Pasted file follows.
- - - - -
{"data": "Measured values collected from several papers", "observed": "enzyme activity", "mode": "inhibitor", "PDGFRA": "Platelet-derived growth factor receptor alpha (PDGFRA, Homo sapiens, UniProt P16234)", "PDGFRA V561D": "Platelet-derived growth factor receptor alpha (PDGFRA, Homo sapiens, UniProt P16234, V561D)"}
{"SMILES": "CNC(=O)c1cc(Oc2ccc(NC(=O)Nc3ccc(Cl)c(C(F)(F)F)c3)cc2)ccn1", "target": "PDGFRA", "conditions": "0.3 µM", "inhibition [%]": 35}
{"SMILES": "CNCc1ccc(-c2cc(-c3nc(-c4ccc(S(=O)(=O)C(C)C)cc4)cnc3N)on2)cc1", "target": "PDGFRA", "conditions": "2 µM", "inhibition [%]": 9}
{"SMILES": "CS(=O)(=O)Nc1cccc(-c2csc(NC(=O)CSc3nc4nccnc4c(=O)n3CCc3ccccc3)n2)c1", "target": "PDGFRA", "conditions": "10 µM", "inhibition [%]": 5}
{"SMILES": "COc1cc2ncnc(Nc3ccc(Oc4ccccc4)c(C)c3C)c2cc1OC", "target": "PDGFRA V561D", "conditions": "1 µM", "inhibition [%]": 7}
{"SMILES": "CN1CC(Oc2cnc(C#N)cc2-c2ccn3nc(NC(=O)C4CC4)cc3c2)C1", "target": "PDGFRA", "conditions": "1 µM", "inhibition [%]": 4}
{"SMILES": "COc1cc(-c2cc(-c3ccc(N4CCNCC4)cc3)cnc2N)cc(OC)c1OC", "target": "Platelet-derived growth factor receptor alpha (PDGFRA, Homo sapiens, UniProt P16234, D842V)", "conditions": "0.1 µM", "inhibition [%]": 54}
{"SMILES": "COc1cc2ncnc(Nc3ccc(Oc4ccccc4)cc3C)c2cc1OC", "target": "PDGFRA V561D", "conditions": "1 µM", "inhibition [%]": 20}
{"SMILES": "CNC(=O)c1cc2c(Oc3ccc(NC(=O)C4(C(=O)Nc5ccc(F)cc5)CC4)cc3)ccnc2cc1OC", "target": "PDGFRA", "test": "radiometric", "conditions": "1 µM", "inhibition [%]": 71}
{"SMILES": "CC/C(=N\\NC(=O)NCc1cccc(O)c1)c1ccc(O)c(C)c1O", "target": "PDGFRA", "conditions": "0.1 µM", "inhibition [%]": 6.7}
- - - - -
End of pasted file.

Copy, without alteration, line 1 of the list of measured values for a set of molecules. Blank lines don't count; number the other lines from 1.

{"data": "Measured values collected from several papers", "observed": "enzyme activity", "mode": "inhibitor", "PDGFRA": "Platelet-derived growth factor receptor alpha (PDGFRA, Homo sapiens, UniProt P16234)", "PDGFRA V561D": "Platelet-derived growth factor receptor alpha (PDGFRA, Homo sapiens, UniProt P16234, V561D)"}